- Health care reform and drug pricing will be major policy targets as Biden seeks to shore up the Affordable Care Act, and governments and insurance systems are faced with decreased budgets and the mounting economic cost of the pandemic. Governments will be looking to health care providers and drug companies to reduce the cost of care to a wider swath of the population that has lost employer coverage.
As of this writing in January, nearly 600 drugs (almost all branded) have already experienced an average price increase of 4.2% in 2021, according to GoodRx. While this is in line with previous years, the industry will come under increased scrutiny given sustained unemployment and financial difficulties throughout the United States. We anticipate that early policy decisions will be focused on the economy, COVID-19 and the ACA, and major drug pricing provisions such as the "most favored nation" clause proposed by Trump will likely be dropped in favor of more moderate policies with a better chance to pass a divided Congress.
As much as the world wants to move past 2020, the reality is that many pandemic-related challenges will persist through 2021. As of this writing, Pfizer/BioNTech and Moderna have received emergency use authorization (EUA) for their COVID-19 vaccines, and tens of millions of doses are being distributed across the country. Through December 2020, 4.5 million American’s had received their first dose, as tracked by the CDC COVID-19 data tracker, which is far fewer than initial projections.
This slow roll out has been affected by production capacity, disparate distribution protocols for each state, logistical complications, and varying levels of willingness to get the vaccine by different demographics and regions. These challenges are not unexpected, and as the United States and other developed countries expand their vaccination efforts we expect to see a persistent decrease in infection rates, the relaxation of lockdowns, and a boost in employment and economic activity. As we noted in November following the news of positive efficacy results for the Pfizer/BioNTech vaccine, such innovations will bring us closer to unlocking nearly $4 trillion in impaired economic activity in the United States.
Through the rapid development of COVID-19 diagnostics, therapies and vaccines, the world has seen it is possible to bring safe and effective drugs to market in months not years—a feat only achieved because of capital injections and political and regulatory support that would have been unimaginable a year ago. This shows what can be accomplished when government, community and industry interests align. We hope that the pandemic signals a structural shift in how investments and regulations are made in life sciences and health care.
While this shift will likely take years, there is an immediate need for the industry to collaborate with the Biden administration and international partners regarding the increased use of technology and analytics in the identification, development and delivery of next-generation therapies. This will mark a continued shift from pure physical sciences to a digital hybrid based upon an unprecedented amount of data collected clinically and by patients. Key technologies will include artificial intelligence, machine learning, the gene editing tool CRISPR and other gene editing techniques, telehealth, digital clinical trials, and the expansion of the Internet of Medical Things, which is expected to grow at a compound annual growth rate of 27% through 2027 globally, according to Acumen Research and Consulting.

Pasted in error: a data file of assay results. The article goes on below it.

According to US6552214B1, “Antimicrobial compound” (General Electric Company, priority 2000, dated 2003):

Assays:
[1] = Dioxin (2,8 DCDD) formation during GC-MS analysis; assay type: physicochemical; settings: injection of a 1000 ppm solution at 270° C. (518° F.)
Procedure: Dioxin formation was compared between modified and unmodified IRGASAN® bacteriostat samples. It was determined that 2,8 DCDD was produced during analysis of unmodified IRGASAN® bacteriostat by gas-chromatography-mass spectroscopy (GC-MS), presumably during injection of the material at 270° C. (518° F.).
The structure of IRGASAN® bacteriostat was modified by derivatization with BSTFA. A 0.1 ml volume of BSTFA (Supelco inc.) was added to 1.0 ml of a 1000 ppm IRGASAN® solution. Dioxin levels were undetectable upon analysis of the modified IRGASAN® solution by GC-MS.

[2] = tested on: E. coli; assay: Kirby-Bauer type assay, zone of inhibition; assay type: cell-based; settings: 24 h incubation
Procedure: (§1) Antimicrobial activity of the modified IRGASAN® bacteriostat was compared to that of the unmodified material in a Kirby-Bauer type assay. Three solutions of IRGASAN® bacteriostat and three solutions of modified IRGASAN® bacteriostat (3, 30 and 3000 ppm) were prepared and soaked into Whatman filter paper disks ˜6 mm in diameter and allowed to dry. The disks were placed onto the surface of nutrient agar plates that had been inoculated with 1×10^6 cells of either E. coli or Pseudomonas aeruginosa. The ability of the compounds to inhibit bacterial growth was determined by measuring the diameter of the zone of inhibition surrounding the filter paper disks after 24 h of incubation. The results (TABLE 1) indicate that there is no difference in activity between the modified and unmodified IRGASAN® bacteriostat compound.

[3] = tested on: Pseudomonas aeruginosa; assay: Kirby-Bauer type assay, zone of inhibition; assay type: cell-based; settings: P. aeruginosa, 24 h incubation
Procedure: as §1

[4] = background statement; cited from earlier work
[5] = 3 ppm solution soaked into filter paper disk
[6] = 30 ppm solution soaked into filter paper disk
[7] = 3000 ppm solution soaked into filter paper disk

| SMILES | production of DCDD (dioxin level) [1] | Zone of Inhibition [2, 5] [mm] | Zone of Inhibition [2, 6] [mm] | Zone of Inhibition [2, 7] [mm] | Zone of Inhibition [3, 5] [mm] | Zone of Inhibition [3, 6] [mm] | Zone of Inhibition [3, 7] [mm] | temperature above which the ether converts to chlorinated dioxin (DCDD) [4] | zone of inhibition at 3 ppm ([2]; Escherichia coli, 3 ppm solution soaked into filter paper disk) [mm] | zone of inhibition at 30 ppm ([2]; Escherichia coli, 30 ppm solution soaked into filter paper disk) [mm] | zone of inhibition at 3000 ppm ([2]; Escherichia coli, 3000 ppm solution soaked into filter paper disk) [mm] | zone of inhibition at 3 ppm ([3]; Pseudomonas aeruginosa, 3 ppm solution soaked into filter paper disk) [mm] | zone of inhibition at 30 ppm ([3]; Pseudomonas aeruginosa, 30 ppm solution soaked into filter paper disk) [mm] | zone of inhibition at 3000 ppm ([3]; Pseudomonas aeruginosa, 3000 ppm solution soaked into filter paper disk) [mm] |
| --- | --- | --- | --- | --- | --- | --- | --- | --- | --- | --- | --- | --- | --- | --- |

While the full value provided by the life sciences industry is immeasurable, it is clear that the halo effect of the industry’s COVID-19-related efforts, as well as the future potential they bring to the economy, have encouraged a surge of funding to the industry in 2020. The question now is whether this financing momentum will carry through 2021 and serve as a further catalyst of the industry’s growth.
Across all investment types, biotechnology companies received the majority of investor attention in terms of the number of transactions and the amount of capital raised. From our analysis of investment data collected by PitchBook and Bloomberg, 44% of all corporate life science investments were in biotech targets in 2020, up from the previous three-year average of 34%. Pharmaceutical companies accounted for 60% of corporate life science investment in 2020. Over the previous three years, 60% of life science initial public offerings have been among biotech companies, with that proportion increasing to 75% in 2020.
This focus on biotech has been several years in the making as the technologies become more affordable and accessible to both developers and patients, and are seen as crucial components of drug portfolios that are looking to diversify, specifically with regard to oncology and immunotherapies. The attention in 2020 was primarily driven by biotech’s role in addressing the pandemic, but given historic trends and the fact that the sector has gained significant mainstream attention, we believe that biotechnology will continue to drive innovation and investment in the life science ecosystem for the foreseeable future.
Private and venture investment peaks in 2020